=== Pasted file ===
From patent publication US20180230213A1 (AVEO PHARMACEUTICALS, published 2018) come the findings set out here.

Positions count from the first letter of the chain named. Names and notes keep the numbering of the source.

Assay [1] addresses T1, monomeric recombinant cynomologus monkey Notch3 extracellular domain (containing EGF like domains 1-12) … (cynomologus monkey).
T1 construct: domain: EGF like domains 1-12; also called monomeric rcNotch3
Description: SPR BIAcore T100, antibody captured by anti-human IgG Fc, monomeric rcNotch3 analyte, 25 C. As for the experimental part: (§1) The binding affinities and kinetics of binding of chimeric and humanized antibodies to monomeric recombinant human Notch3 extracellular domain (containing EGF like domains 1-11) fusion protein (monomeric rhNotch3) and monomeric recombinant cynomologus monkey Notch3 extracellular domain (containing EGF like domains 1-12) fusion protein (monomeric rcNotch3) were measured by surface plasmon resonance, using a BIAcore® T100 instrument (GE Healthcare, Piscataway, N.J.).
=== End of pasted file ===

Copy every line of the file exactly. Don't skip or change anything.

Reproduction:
From patent publication US20180230213A1 (AVEO PHARMACEUTICALS, published 2018) come the findings set out here.

Positions count from the first letter of the chain named. Names and notes keep the numbering of the source.

Assay [1] addresses T1, monomeric recombinant cynomologus monkey Notch3 extracellular domain (containing EGF like domains 1-12) … (cynomologus monkey).
T1 construct: domain: EGF like domains 1-12; also called monomeric rcNotch3
Description: SPR BIAcore T100, antibody captured by anti-human IgG Fc, monomeric rcNotch3 analyte, 25 C. As for the experimental part: (§1) The binding affinities and kinetics of binding of chimeric and humanized antibodies to monomeric recombinant human Notch3 extracellular domain (containing EGF like domains 1-11) fusion protein (monomeric rhNotch3) and monomeric recombinant cynomologus monkey Notch3 extracellular domain (containing EGF like domains 1-12) fusion protein (monomeric rcNotch3) were measured by surface plasmon resonance, using a BIAcore® T100 instrument (GE Healthcare, Piscataway, N.J.).